Special Report: Recycling
san antonio

How San Antonio’s Recycling Fee is Working So Far

San Antonio has begun cracking down on recycling scofflaws, who will soon start receiving fines if they don't reduce contamination levels.

Earlier this month, the City of San Antonio’s Solid Waste Management Department put in place a $25 fine for residents that don't recycle correctly. 

So far, solid waste inspectors are leaving behind carts and marking them with warning tags. The city also is mailing letters to residents that include photos of what inspectors found in their carts, cart numbers and photos that include the addresses of the homes—to the correct individuals are receiving the information for the correct carts.

The second time inspectors see unacceptable items, carts will be left and residents will receive fine tags along with new letters with photos, this time letting them know they have received $25 fines. The fines will be assessed through the city’s billing agent, CPS Energy.

“Now we have to service that cart as trash, and we have to send a special truck out to get the cart. And that’s really what the fine is about. It’s us having to collect the cart as trash versus being able to receive the cart as recycling,” says Tiffany Edmonds, public relations manager for the city’s solid waste management department.

So far, says Edmonds, no fines have been levied on residents, but warning tags are being placed on blue bins with garbage inside.

The fine isn’t intended for those who may make the mistake of tossing a bit of styrofoam – not recyclable in San Antonio’s program – or other non-recyclable items in the bin, says Edmonds. Instead, it’s for those using the recycling cart as a second garbage cart.

“We have to get to those individuals who are, because they are harming a lot of the good that the majority of the residents are doing," she says. "So this is an option we’re hoping will curb that behavior.”

Among the worst of the items coming into the ReCommunity Recycling’s San Antonio plant, which sorts approximately 90,000 tons of recyclables, is the more than 200 pounds of diapers each hour, says Sean Duffy, the company’s president and COO.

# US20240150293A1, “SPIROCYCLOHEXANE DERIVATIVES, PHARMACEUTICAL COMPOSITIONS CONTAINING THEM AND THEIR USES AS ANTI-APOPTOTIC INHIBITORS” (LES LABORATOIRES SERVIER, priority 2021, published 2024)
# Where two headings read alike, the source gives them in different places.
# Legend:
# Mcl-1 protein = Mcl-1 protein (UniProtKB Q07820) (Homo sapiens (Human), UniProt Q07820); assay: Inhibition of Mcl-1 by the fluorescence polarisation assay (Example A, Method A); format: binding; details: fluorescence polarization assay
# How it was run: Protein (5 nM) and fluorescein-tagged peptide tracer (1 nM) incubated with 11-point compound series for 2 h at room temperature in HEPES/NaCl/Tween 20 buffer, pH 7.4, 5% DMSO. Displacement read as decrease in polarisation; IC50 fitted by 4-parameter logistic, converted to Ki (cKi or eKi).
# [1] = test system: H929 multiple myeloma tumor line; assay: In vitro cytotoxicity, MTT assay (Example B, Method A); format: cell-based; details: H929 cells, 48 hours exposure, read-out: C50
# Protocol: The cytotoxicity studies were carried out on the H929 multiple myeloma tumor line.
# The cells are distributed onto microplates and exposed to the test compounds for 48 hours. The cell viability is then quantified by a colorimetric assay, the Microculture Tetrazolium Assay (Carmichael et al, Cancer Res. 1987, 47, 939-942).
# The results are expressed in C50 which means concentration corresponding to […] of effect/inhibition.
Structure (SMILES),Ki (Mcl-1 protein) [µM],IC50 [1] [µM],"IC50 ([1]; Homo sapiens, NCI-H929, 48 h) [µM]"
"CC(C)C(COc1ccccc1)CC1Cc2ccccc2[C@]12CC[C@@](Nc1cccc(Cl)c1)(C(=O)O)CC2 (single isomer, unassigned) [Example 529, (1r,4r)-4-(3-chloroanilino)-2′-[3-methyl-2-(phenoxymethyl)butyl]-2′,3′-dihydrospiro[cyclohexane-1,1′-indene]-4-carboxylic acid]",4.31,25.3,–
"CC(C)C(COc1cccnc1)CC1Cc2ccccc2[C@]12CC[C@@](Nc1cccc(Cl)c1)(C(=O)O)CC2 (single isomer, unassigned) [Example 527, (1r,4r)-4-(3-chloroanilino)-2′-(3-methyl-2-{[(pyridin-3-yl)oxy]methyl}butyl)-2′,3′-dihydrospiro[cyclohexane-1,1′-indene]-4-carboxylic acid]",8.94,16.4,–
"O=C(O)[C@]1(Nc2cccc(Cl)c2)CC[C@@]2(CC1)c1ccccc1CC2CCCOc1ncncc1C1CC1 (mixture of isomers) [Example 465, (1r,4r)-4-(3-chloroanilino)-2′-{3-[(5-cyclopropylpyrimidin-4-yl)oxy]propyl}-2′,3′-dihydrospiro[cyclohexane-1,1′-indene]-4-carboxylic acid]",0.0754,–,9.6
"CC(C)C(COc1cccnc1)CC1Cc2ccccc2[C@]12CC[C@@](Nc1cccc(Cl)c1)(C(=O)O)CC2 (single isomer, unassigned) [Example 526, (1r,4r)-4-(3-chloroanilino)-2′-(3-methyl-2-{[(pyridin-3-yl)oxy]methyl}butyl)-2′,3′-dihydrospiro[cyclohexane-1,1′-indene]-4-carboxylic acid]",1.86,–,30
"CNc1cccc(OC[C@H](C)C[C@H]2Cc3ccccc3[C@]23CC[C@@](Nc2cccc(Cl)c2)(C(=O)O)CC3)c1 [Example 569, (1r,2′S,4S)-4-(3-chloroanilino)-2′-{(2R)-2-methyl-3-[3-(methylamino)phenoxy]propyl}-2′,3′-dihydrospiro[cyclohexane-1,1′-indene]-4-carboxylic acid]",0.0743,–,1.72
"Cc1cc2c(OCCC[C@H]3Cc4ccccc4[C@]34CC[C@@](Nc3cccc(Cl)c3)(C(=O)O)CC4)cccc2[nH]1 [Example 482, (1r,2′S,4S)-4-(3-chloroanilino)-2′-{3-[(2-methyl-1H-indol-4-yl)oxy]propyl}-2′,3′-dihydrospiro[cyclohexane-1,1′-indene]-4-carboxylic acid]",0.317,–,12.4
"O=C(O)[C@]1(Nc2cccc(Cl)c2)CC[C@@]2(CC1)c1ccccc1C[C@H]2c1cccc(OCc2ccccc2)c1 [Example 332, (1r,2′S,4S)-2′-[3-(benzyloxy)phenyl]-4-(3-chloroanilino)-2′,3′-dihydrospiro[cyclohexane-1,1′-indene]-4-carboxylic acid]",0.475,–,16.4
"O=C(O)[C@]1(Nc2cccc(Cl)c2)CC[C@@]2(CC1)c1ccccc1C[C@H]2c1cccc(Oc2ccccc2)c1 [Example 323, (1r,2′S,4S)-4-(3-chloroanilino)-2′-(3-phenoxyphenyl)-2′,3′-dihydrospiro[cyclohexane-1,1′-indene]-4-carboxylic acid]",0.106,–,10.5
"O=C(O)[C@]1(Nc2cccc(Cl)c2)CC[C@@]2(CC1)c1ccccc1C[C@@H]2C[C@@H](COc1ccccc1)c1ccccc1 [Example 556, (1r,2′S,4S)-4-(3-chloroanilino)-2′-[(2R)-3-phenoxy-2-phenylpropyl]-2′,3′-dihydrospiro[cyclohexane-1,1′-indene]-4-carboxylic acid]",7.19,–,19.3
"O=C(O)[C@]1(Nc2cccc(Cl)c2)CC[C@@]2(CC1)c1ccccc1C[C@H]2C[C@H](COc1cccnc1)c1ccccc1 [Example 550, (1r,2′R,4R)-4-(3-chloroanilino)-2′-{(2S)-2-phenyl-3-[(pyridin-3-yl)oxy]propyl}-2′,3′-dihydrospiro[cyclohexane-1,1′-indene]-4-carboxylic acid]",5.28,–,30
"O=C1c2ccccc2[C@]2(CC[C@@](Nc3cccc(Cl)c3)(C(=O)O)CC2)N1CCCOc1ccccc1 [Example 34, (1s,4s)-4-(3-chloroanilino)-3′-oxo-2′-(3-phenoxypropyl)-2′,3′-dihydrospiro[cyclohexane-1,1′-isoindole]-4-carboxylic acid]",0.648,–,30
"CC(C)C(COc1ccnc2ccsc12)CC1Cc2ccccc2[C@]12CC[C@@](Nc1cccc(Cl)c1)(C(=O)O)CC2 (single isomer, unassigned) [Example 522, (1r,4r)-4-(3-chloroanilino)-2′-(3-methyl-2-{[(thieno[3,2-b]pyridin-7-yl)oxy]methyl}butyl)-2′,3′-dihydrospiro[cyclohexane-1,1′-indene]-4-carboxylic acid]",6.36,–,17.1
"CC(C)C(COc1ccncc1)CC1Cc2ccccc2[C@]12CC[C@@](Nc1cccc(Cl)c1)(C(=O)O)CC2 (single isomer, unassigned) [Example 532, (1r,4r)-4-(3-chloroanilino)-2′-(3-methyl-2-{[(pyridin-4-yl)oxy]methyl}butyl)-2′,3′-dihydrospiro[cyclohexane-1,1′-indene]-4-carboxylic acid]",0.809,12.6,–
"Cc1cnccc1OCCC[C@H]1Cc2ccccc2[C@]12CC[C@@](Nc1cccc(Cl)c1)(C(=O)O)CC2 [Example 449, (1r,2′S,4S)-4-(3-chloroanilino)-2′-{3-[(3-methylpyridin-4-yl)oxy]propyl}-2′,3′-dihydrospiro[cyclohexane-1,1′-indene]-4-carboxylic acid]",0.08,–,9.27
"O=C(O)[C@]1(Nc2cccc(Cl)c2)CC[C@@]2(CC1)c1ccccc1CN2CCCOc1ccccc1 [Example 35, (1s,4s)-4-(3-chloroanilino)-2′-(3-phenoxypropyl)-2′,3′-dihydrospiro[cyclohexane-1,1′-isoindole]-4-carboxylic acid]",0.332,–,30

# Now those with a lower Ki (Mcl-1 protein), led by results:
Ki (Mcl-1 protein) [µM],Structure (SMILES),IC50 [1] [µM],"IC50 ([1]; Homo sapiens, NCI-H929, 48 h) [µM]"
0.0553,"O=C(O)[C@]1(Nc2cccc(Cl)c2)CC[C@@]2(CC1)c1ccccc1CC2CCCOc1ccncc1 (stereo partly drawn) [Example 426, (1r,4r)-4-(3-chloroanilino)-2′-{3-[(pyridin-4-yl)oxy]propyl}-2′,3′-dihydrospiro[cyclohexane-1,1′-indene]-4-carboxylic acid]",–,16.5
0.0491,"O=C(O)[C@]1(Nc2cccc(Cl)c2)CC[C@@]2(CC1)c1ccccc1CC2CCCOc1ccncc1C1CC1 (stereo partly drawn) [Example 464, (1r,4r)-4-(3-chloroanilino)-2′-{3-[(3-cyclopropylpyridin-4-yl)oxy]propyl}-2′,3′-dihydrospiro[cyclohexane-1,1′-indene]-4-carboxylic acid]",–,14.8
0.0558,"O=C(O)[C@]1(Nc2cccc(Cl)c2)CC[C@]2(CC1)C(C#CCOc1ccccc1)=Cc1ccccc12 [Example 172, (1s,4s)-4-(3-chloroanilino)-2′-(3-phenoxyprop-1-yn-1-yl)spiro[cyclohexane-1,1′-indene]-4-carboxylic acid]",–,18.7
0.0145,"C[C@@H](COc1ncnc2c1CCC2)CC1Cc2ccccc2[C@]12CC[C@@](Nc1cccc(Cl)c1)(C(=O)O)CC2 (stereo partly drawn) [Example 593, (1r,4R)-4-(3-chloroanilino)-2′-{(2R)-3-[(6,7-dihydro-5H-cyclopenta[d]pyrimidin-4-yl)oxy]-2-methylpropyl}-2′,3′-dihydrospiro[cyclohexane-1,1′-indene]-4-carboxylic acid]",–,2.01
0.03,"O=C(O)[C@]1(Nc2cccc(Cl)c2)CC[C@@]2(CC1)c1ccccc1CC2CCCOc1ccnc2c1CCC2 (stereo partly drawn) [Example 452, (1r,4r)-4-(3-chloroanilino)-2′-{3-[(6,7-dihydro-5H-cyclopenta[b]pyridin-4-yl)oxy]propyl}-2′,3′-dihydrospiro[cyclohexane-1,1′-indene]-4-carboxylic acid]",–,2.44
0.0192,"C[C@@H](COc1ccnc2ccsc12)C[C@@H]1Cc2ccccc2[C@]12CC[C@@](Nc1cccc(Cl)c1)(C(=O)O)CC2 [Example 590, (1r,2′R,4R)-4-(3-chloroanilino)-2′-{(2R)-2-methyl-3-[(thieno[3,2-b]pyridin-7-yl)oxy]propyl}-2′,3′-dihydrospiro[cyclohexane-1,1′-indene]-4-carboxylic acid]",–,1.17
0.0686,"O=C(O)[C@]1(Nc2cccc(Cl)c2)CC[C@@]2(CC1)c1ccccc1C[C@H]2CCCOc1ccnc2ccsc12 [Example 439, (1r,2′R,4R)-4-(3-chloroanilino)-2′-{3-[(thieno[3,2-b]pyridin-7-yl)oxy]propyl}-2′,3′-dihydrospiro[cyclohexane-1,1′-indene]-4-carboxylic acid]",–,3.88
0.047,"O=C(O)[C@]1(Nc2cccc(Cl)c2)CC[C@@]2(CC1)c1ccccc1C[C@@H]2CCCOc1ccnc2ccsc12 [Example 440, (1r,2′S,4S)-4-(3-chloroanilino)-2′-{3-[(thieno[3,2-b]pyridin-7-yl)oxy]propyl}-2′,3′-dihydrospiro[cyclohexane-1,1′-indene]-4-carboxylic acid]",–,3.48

This poses a serious health risk to workers at the plant, says Duffy. When the dirty baby and adult diapers come through the system, employees have to stop and remove them. This means employees have to be outfitted in personal protective equipment – from face shields, gloves and more—to protect them and the other employees from the hazardous waste.

The confusion over diapers in the recycling is a bit of a mystery to both the city and Charlotte-based ReCommunity.

“We’re not sure why people are placing them in there,” says Edmunds. “We know that the box says it’s recyclable, but that’s the cardboard box. So we’re not sure if that‘s the problem, but we know that that is something that we don’t want the employees at the plant to have to touch. That’s, of course, hazardous waste – a bio waste – just like the sharps, needles. If an employee gets stuck, they have to go through a series of shots. We just want people to remember that just like you want to go home safely, we want the employees at the plant to go home safely, too.”

The contamination rate at the plant ranges from 23 percent to 28 percent, says Duffy. Along with diapers, other items include garden hoses, yard waste, plastic tarps, Christmas lights, luggage, clothing, black bags of trash and even dead animals at an above-normal rate. Some of these pose safety risks to the employees, as well.

“That’s the big issue,” says Duffy. “We worry about the hazard it causes for our employees first. If it’s wrapped around something and it has to be removed, it can be dangerous. When it’s wrapped around, it takes a whole process to clean out the screens and get it off the conveyor belt and it’s very time consuming.”

It’s important for residents to know that if diapers or other non-recyclables make it into a bail, workers will have to break down the bail, remove the contaminant and the area around the contaminant and reprocess everything, Duffy adds.

The hope is that this effort will cut contamination and help the city reach its recycling goal of 60 percent by 2025.

“They’re committed to working on it. This program is a major step. And coming out in the press and talking about it has us encouraged that the message will get out and there will be a change,” Duffy says.

The city does work to educate residents, says Edmonds, whether through commercials, flyers, billboards its downloadable app and its website are all part of their outreach.

“This is a more direct approach to the households,” says Duffy. “This will hopefully grab a lot more traction.”

The big key, says Duffy, is getting people to understand “when in doubt you should throw it out” instead of making a choice that can have unintended consequences. Thinking it might be recyclable, doesn’t make it so.

“We call that wishful recycling. Until you know the answer, you should probably throw it out,” he says.

Duffy is hopeful.

“I think we’ll work as good partners to try to work through this and solve the situation and I look forward to supporting them through this,” says Duffy.

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